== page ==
The Lone Crutch


I didlonecrutch-300n’t want to be alone on the evening of day that marked nine months since Terrie died.  As I was driving home, I decided I would eat out, but I was not really hungry for any particular type of food, except I had wanted some chocolate cream pie.  I didn’t want to go to the pie restaurant because I didn’t want their meal before the pie.  So, I stopped at Golden Corral instead.  I know, fine dining at its best, right?

At least, I knew I could get a variety of food types and be able to do some people watching.  I gave them something to gander upon as well.  I chose an out of the way table for two that would give me a good point of observation.

The other table for two had a plate of partially eaten food, cups, a vest on the back of the chair, and a lone crutch leaning against the partition.  The occupant of the table was currently elsewhere.

I grabbed a plate and strolled the food line, not excited about anything in particular.  When I got to the end, I realized I would have to pick something.  The “something” ended up being a grilled pork chop, which might have been good a half hour sooner, some yellow squash (it was a vegetable), mashed potatoes and a dinner roll.

I went back to my table, prayed, and as I raised my head, I noticed the occupant of the crutch table had returned.  He was an elderly man, fairly tall in his younger days, but his body forced him into a bending forward stance.  He was of medium build and had thinning gray hair.  His clothing was unremarkable, except for the orthopedic sandal he wore on his right foot.  Thus, the reason for the crutch.

He sat facing me, which made me somewhat uncomfortable, because I didn’t want to be caught by him, observing him.

It seemed if his motor skills were not at full capacity.  Perhaps a stroke had altered his stance and his abilities, I don’t know, but he was alone as well and he interested me.  He had been away from the table for a sometime and apparently, in his absence, his waitress removed something from the table that seemed to perturb him.

His waitress approached his table.  He slide his coffee cup horizontally off the table, in gesture and look in his eyes that made me think of Charles Dickens ‘Oliver Twist’ famous line, “Please Sir, I want some more.”  She ignored him and moved to another table to do some sweeping.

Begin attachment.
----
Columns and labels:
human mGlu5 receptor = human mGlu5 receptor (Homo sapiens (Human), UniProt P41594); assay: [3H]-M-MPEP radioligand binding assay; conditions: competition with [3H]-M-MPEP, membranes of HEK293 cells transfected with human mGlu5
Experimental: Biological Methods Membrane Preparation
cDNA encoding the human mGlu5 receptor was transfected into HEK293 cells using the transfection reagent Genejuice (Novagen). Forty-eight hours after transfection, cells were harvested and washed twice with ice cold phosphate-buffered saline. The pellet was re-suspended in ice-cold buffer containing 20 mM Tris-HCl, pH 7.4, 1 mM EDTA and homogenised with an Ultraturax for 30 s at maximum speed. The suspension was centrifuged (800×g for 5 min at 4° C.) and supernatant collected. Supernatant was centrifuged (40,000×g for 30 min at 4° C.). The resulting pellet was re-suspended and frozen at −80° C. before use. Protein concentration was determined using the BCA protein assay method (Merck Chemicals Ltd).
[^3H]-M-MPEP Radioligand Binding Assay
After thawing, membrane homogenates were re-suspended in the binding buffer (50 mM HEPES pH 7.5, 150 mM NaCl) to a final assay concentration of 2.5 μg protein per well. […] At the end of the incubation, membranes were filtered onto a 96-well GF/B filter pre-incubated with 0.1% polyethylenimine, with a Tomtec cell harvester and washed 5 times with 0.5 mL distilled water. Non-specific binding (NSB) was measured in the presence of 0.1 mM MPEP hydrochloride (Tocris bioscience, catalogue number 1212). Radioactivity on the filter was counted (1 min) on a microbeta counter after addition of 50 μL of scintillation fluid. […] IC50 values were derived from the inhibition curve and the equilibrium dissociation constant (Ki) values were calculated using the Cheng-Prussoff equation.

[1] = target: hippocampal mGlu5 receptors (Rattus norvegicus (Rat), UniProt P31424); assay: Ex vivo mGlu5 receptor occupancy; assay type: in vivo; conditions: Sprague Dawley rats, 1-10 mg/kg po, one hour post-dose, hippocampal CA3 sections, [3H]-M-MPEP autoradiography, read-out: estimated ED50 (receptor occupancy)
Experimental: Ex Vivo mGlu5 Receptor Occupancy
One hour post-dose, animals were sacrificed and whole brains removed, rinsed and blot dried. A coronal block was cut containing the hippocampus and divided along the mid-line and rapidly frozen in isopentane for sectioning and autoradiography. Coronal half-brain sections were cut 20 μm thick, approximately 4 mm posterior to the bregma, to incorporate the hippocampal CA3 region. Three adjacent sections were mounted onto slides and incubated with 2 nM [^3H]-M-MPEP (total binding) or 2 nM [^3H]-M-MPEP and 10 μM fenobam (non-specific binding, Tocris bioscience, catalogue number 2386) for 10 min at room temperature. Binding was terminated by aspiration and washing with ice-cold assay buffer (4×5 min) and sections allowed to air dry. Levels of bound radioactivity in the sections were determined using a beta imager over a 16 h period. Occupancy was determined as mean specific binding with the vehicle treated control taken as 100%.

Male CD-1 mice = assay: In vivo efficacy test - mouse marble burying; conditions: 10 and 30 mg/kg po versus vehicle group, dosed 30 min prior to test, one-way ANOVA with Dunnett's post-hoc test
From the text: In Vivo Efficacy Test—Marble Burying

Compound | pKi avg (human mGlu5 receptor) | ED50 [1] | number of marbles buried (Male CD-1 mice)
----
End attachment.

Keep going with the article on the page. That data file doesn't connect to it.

Just after this exchange, my waitress stopped and asked me if I needed anything.  I said, “No, Ma’am, but I think this gentlemen needs some coffee.”  She said she would get him some.  She must have mentioned to his waitress because she returned with coffee.

 When Jesus saw the man and knew that he had been sick for such a long time, Jesus asked him, “Do you want to be well?”

The sick man answered, “Sir, there is no one to help me get into the pool when the water starts moving. While I am coming to the water, someone else always gets in before me.”

Then Jesus said, “Stand up. Pick up your mat and walk.” John 5:6-8 NCV

As I watched him eat his strawberries, I wondered what his life was like.  Was he a widower as well?  Did he have anyone to show him kindness and love?  Did he have the peace of God and God’s peace in his life?  Did he have any joy in his life?

He reminded me of one of my favorite passages from John 5.  Jesus came to the Bethesda pool one day.  The blind, the crippled, and the paralyzed would come to the pool in hope of being healed by being first in the water when the water was stirred by the Holy Spirit.

There was a man there who had been crippled for thirty-eight years.  The passage indicates he had tried to make to the water, but he could not get up in time before some else entered the water.

That day, the crippled man had favor with the Lord.  Jesus changed this man’s life by healing him.

I would have liked for the man with the lone crutch to have been healed, but until he is, perhaps the Lord will use him to remind someone, like me, that the Lord can show up at any time and say, “Stand up. Pick up your mat and walk.”

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